“Take the two elements of the spirit of capitalism: the accumulation of wealth and thrift. Nigeria is an oil-dependent mono-economy that has failed woefully to diversify. Once it discovered oil in the 1970s, it abandoned all other economic sectors, including agriculture. A capitalistic economy does not behave like that; it fires on all economic cylinders, not just one, to accumulate wealth.
What about thrift? Well, Nigeria is a profligate country; it hardly saves or invests but rather borrows and spends excessively and unproductively, with recurrent expenditure accounting for over 70 per cent of its annual budget.
“All the successful Asian countries financed investment out of savings. Nigeria could easily have built the infrastructure for a strong economy with all the money it made from oil. But it squandered its huge oil money. That is not the behaviour of a capitalistic economy. At the individual level, Nigerians indulge in conspicuous consumption. A few years ago, there was an event in Kenya. All the prominent Nigerians who attended the event went in their private jets to the amazement and amusement of Kenyan journalists. Weber would argue that such behaviour is inconsistent with the spirit of capitalism and the Protestant values.
“Then, what about work ethic? No country has ever developed without an efficient bureaucracy. The economic success of Singapore and China is partly associated with the quality of their civil service. But Nigeria has a broken and dysfunctional bureaucracy. For instance, the following are words used by Nigeria’s Office of the Head of Service of the Federation, in various press releases, to describe the country’s civil servants: “habitual late coming”, “truancy”, “lukewarm and shoddy attitude to the discharge of duties” and “corrupt practices”.
“Yet Nigeria is a deeply religious country, where everyone wears their religion on their face. But the work ethic of the people is not consistent with the “duty in calling” associated with religion and the spirit of capitalism.”
When Karl Max said religion was the opium of the masses, he could have been referring to Nigeria. In the run-up to 2023, Nigerian politicians have started using religion again. Rather than give account of their stewardship, they’re flinging religion into every discussion as if the constitution cares a hoot about what direction a president faces when he prays. We have so weaponised religion that we are now captives of the holy monster of our creation.
The world is not going to wait for us. In this same land, our forebears used to be kings, queens, men and women of noble character who had enough to satiate their needs. Had we simply ‘copied and pasted’ the received foreign religions of the colonialists who interrupted our development, we probably would have been materially better. But we enthroned the Abrahamic religions of Christianity and Islam in place of hard work, knowledge, diligence and good old honesty.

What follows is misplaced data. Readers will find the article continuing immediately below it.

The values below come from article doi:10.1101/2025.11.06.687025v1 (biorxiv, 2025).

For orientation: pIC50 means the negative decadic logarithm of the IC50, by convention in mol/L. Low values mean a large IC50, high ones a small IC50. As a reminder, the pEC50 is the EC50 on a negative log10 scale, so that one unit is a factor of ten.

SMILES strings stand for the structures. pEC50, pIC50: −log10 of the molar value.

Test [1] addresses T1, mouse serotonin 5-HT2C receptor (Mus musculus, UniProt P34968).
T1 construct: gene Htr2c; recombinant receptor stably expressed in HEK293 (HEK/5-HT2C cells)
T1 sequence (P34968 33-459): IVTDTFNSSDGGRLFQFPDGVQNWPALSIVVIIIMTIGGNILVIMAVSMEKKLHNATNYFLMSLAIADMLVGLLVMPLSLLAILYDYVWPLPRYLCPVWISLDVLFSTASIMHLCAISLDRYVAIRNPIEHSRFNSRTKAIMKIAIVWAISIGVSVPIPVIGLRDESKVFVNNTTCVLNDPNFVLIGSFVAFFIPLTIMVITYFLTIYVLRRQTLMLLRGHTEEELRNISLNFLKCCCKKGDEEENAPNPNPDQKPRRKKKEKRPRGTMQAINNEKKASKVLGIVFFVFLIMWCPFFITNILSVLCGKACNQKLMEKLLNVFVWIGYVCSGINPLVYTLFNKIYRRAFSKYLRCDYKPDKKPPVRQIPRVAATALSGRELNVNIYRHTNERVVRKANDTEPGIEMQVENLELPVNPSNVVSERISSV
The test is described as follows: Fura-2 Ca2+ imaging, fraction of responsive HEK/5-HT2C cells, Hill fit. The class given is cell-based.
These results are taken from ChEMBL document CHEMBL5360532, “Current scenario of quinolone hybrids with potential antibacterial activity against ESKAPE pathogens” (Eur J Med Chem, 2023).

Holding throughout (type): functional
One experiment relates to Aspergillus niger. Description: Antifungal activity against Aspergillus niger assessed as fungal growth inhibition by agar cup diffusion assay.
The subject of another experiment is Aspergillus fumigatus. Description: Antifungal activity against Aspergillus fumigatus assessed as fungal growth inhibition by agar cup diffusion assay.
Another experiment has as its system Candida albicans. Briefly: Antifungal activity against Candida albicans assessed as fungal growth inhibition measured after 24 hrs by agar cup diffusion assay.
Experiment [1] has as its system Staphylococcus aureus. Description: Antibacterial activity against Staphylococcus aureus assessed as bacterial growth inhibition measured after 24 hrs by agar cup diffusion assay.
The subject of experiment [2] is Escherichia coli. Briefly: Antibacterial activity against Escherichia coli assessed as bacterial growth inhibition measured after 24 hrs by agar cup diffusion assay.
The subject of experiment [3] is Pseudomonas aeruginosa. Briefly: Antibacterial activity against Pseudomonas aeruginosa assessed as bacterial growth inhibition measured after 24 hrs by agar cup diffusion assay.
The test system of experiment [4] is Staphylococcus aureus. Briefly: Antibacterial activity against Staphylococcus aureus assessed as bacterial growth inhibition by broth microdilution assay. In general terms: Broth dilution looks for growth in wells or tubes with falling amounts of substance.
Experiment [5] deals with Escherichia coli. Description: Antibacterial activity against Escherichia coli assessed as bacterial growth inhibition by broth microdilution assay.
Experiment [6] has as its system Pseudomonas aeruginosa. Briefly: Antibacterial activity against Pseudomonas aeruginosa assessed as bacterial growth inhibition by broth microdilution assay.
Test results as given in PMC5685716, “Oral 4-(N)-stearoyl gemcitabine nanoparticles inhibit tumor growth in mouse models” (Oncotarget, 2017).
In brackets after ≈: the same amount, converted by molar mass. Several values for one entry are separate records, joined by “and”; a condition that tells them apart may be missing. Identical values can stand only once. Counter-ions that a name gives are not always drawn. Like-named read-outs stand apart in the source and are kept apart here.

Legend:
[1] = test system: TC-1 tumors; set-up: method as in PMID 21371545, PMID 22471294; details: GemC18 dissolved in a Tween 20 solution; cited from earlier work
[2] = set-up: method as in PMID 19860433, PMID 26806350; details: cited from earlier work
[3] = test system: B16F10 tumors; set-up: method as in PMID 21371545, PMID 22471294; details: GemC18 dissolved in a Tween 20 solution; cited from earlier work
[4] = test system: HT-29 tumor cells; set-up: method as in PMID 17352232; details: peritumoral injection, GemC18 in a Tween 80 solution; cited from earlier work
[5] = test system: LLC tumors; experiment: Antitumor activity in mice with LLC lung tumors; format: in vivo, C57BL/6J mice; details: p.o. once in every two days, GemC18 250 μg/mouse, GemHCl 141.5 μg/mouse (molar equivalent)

Religion is not the problem. The use to which religion is put is the issue.
Godless China is prospering while religious Nigeria, where every activity begins with a prayer, goes about with a begging bowl for loans and grants. Japan doesn’t lace every discussion with ‘God’, ‘Jesus’ or ‘Allah’, but it is one of the least corrupt nations on earth while our categorisation as a “fantastically corrupt” country is universally acknowledged.
Now, from the depressing to the ridiculous. De-branding Nigeria is gradually becoming a globally acceptable pastime. Or how else is one supposed to react to the improbable shipment of human penises from Nigeria to China.
A story titled, “Chinese authorities seize over 7,200 human penises on a cargo ship from Nigeria” has been making the rounds on social media. It states that Chinese customs officers made the world’s biggest seizure of human organs in history when a total of 7221 penises of African origin were found hidden in a refrigerated freight container. The organs were allegedly shipped from Lagos, Nigeria, but may have only transited through that country and could possibly originate from elsewhere in Africa.
That must be a cruel joke on our fake, poverty-romancing religiosity.
- Wole Olaoye is a public relations practitioner and a public affairs commentator and can be reached at email@example.com